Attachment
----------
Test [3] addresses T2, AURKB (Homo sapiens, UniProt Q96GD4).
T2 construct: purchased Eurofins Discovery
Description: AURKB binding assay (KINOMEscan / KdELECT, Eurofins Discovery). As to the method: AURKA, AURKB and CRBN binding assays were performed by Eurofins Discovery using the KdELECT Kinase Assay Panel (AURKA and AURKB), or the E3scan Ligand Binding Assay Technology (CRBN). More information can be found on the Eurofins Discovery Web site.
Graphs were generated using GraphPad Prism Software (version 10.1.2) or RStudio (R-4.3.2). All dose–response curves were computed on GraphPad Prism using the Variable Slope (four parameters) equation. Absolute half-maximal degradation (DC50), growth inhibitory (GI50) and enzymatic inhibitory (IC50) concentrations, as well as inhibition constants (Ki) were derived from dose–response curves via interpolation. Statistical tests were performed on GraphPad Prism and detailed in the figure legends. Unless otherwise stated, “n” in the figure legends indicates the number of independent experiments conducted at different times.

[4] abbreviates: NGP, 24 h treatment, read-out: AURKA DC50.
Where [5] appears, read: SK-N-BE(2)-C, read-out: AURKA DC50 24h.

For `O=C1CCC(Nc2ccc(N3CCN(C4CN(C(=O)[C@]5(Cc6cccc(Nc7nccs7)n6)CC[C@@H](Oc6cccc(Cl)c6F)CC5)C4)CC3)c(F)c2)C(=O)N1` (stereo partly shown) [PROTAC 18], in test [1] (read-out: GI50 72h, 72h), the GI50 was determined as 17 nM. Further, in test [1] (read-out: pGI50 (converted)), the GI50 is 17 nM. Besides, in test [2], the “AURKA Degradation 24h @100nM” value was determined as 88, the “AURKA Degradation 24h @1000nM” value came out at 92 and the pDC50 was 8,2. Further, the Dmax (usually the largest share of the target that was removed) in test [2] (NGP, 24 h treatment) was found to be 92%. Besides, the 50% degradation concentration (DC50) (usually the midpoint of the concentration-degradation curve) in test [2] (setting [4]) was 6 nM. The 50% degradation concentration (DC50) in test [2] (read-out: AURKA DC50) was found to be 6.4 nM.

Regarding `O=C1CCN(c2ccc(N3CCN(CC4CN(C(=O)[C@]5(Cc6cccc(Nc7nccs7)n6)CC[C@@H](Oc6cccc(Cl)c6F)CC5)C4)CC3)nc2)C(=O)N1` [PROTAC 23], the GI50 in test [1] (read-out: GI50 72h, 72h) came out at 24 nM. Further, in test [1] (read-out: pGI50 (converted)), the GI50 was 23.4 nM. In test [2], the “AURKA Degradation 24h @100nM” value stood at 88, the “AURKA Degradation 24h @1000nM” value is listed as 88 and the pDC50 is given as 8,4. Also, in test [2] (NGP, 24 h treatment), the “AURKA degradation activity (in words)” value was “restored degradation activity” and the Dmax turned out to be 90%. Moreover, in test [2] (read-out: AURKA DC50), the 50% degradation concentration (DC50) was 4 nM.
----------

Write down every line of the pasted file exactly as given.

Test [3] addresses T2, AURKB (Homo sapiens, UniProt Q96GD4).
T2 construct: purchased Eurofins Discovery
Description: AURKB binding assay (KINOMEscan / KdELECT, Eurofins Discovery). As to the method: AURKA, AURKB and CRBN binding assays were performed by Eurofins Discovery using the KdELECT Kinase Assay Panel (AURKA and AURKB), or the E3scan Ligand Binding Assay Technology (CRBN). More information can be found on the Eurofins Discovery Web site.
Graphs were generated using GraphPad Prism Software (version 10.1.2) or RStudio (R-4.3.2). All dose–response curves were computed on GraphPad Prism using the Variable Slope (four parameters) equation. Absolute half-maximal degradation (DC50), growth inhibitory (GI50) and enzymatic inhibitory (IC50) concentrations, as well as inhibition constants (Ki) were derived from dose–response curves via interpolation. Statistical tests were performed on GraphPad Prism and detailed in the figure legends. Unless otherwise stated, “n” in the figure legends indicates the number of independent experiments conducted at different times.

[4] abbreviates: NGP, 24 h treatment, read-out: AURKA DC50.
Where [5] appears, read: SK-N-BE(2)-C, read-out: AURKA DC50 24h.

For `O=C1CCC(Nc2ccc(N3CCN(C4CN(C(=O)[C@]5(Cc6cccc(Nc7nccs7)n6)CC[C@@H](Oc6cccc(Cl)c6F)CC5)C4)CC3)c(F)c2)C(=O)N1` (stereo partly shown) [PROTAC 18], in test [1] (read-out: GI50 72h, 72h), the GI50 was determined as 17 nM. Further, in test [1] (read-out: pGI50 (converted)), the GI50 is 17 nM. Besides, in test [2], the “AURKA Degradation 24h @100nM” value was determined as 88, the “AURKA Degradation 24h @1000nM” value came out at 92 and the pDC50 was 8,2. Further, the Dmax (usually the largest share of the target that was removed) in test [2] (NGP, 24 h treatment) was found to be 92%. Besides, the 50% degradation concentration (DC50) (usually the midpoint of the concentration-degradation curve) in test [2] (setting [4]) was 6 nM. The 50% degradation concentration (DC50) in test [2] (read-out: AURKA DC50) was found to be 6.4 nM.

Regarding `O=C1CCN(c2ccc(N3CCN(CC4CN(C(=O)[C@]5(Cc6cccc(Nc7nccs7)n6)CC[C@@H](Oc6cccc(Cl)c6F)CC5)C4)CC3)nc2)C(=O)N1` [PROTAC 23], the GI50 in test [1] (read-out: GI50 72h, 72h) came out at 24 nM. Further, in test [1] (read-out: pGI50 (converted)), the GI50 was 23.4 nM. In test [2], the “AURKA Degradation 24h @100nM” value stood at 88, the “AURKA Degradation 24h @1000nM” value is listed as 88 and the pDC50 is given as 8,4. Also, in test [2] (NGP, 24 h treatment), the “AURKA degradation activity (in words)” value was “restored degradation activity” and the Dmax turned out to be 90%. Moreover, in test [2] (read-out: AURKA DC50), the 50% degradation concentration (DC50) was 4 nM.